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METAMORPHOSES


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(Jan 29, 2009)
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Editorial Reviews

In this movie there are the following parts:

* Ovid Metamorphoses 10:01
* Ovid Metamorphoses 5:39
* Ovidius' Metamorphosis 1:08
* Ancient Symbols 7:18

Publius Ovidius Naso (March 20, 43 BC - 17 AD) was a Roman poet known to the English-speaking world as Ovid who wrote on many topics, including love, abandoned women and mythological transformations. Ranked alongside Virgil and Horace as one of the three canonical poets of Latin literature, Ovid was generally considered a great master of the elegiac couplet. His poetry, much imitated during Late Antiquity and the Middle Ages, had a decisive influence on European art and literature for centuries.
Ovid made use of a wide range of meters: elegiac couplets in the Amores and in his two long didactic poems, the Ars Amatoria and Remedia Amoris; the two fragments of the lost tragedy Medea are in iambic trimeter and anapests, respectively; the Metamorphoses was written in dactylic hexameter. (Dactylic hexameter is the meter of Virgil's Aeneid and of Homer's epics.)
Ovid was born in Sulmo (modern Sulmona), which lies in a valley within the Apennines, east of Rome. He was born into an equestrian ranked family and was educated in Rome. His father wished him to study rhetoric with the ultimate goal of practicing law. As stated by Pliny the Elder, Ovid leaned toward the emotional side of rhetoric as opposed to the argumentative. After the death of his father, Ovid renounced law and began his travels. He traveled to Athens, Asia Minor and Sicily. He also held some minor public posts, but quickly gave them up to pursue his poetry. He was part of the circle centered around the patron Messalla. He was married three times and, from one marriage, had a daughter.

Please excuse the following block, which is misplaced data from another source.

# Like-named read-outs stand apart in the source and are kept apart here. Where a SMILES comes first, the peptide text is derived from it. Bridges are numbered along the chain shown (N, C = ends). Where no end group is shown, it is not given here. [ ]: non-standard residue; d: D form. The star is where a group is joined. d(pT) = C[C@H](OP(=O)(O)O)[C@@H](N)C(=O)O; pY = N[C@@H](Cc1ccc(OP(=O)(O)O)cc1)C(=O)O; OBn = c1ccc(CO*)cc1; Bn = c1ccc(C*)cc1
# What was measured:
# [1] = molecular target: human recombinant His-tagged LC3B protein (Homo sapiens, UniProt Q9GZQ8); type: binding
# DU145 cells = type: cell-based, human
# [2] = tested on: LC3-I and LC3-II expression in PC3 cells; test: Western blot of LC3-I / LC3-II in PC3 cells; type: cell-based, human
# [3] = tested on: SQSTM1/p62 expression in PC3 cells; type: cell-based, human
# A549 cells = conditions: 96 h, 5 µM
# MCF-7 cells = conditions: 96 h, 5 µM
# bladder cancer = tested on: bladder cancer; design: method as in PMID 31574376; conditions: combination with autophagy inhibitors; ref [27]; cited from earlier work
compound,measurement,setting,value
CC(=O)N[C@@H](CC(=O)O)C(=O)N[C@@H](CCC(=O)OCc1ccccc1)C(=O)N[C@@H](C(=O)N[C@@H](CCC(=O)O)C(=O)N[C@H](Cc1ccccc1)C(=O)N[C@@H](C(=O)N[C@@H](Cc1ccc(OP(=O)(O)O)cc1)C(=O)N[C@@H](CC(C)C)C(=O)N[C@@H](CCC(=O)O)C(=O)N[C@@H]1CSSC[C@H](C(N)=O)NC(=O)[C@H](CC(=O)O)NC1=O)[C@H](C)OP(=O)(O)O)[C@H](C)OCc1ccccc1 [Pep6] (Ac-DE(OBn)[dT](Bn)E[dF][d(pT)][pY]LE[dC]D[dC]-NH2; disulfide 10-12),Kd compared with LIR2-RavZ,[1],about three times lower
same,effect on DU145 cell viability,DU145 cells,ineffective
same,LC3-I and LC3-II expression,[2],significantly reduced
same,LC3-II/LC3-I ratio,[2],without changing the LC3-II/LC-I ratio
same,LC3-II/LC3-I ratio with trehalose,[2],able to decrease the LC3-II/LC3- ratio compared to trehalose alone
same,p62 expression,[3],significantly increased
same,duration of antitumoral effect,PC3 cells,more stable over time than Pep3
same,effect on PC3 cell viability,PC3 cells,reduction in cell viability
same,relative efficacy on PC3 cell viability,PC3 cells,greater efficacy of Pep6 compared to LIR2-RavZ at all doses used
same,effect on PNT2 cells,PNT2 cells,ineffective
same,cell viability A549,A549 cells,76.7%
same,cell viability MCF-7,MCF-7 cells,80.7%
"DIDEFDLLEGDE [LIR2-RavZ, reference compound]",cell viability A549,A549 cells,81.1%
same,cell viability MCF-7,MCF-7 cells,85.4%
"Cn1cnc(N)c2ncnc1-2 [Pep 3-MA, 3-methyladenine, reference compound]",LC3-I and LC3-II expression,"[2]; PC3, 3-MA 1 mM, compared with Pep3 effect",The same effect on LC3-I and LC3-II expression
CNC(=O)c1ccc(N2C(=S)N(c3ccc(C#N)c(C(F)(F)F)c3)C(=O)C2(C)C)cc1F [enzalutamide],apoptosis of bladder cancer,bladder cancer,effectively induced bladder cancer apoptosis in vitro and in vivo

The Metamorphoses by the Roman poet Ovid is a narrative poem in fifteen books that describes the creation and history of the world. Probably written between 2 and 8 AD, it has remained one of the most popular works of mythology, being the Classical work best known to medieval writers and thus having a great deal of influence on medieval poetry.
Ovid goes from one to the other by working his way through mythology, often in apparently arbitrary fashion, jumping from one transformation tale to another, sometimes retelling what had come to be seen as central events in the world of Greek myth and sometimes straying in odd directions. The poem is often called a mock-epic. It is written in dactylic hexameter, the form of the great heroic and nationalistic epic poems both of the ancient tradition (the Iliad and Odyssey) and of Ovid's own day (the Aeneid). It begins with the ritual "invocation of the muse", and makes use of traditional epithets and Daphne (I.452-567) is a dryad who is transformed into a laurel tree to protect her from rape by Apollo.
Instead, the recurring theme, as with nearly all of Ovid's work, is that of love-personal love or love personified as Amor (Cupid). Indeed, the other Roman gods are repeatedly perplexed, humiliated, and made ridiculous by Amor, an otherwise relatively minor god of the pantheon who is the closest thing this mock-epic has to an epic hero. Apollo comes in for particular ridicule as Ovid shows how irrational love can confound the god of pure reason. While few individual stories are outright sacrilegious, the work as a whole inverts the accepted order, elevating humans and human passions while making the gods and their desires and conquests objects of low
humor.

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